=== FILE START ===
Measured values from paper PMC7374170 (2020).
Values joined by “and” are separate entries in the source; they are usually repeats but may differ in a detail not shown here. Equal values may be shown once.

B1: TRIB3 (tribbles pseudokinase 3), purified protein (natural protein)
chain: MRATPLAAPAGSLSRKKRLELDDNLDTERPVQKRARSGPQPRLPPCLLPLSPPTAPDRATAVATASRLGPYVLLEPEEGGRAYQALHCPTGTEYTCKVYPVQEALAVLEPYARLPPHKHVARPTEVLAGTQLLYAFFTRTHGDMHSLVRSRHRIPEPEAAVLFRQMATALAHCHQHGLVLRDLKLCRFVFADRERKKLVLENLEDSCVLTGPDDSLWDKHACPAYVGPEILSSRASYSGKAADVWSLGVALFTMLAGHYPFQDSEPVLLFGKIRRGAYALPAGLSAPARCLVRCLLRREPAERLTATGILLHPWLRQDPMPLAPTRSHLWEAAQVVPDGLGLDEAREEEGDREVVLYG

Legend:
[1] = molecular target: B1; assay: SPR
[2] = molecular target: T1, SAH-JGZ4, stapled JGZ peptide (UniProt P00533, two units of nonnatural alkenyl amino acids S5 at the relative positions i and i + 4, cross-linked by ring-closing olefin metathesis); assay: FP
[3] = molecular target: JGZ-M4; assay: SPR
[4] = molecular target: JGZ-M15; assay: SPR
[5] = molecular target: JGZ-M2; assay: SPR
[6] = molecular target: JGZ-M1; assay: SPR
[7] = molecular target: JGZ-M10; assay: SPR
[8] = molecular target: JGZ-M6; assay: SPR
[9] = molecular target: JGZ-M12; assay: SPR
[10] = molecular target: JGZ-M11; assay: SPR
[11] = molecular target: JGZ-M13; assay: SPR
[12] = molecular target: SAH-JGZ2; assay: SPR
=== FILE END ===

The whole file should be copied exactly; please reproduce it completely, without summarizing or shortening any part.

Measured values from paper PMC7374170 (2020).
Values joined by “and” are separate entries in the source; they are usually repeats but may differ in a detail not shown here. Equal values may be shown once.

B1: TRIB3 (tribbles pseudokinase 3), purified protein (natural protein)
chain: MRATPLAAPAGSLSRKKRLELDDNLDTERPVQKRARSGPQPRLPPCLLPLSPPTAPDRATAVATASRLGPYVLLEPEEGGRAYQALHCPTGTEYTCKVYPVQEALAVLEPYARLPPHKHVARPTEVLAGTQLLYAFFTRTHGDMHSLVRSRHRIPEPEAAVLFRQMATALAHCHQHGLVLRDLKLCRFVFADRERKKLVLENLEDSCVLTGPDDSLWDKHACPAYVGPEILSSRASYSGKAADVWSLGVALFTMLAGHYPFQDSEPVLLFGKIRRGAYALPAGLSAPARCLVRCLLRREPAERLTATGILLHPWLRQDPMPLAPTRSHLWEAAQVVPDGLGLDEAREEEGDREVVLYG

Legend:
[1] = molecular target: B1; assay: SPR
[2] = molecular target: T1, SAH-JGZ4, stapled JGZ peptide (UniProt P00533, two units of nonnatural alkenyl amino acids S5 at the relative positions i and i + 4, cross-linked by ring-closing olefin metathesis); assay: FP
[3] = molecular target: JGZ-M4; assay: SPR
[4] = molecular target: JGZ-M15; assay: SPR
[5] = molecular target: JGZ-M2; assay: SPR
[6] = molecular target: JGZ-M1; assay: SPR
[7] = molecular target: JGZ-M10; assay: SPR
[8] = molecular target: JGZ-M6; assay: SPR
[9] = molecular target: JGZ-M12; assay: SPR
[10] = molecular target: JGZ-M11; assay: SPR
[11] = molecular target: JGZ-M13; assay: SPR
[12] = molecular target: SAH-JGZ2; assay: SPR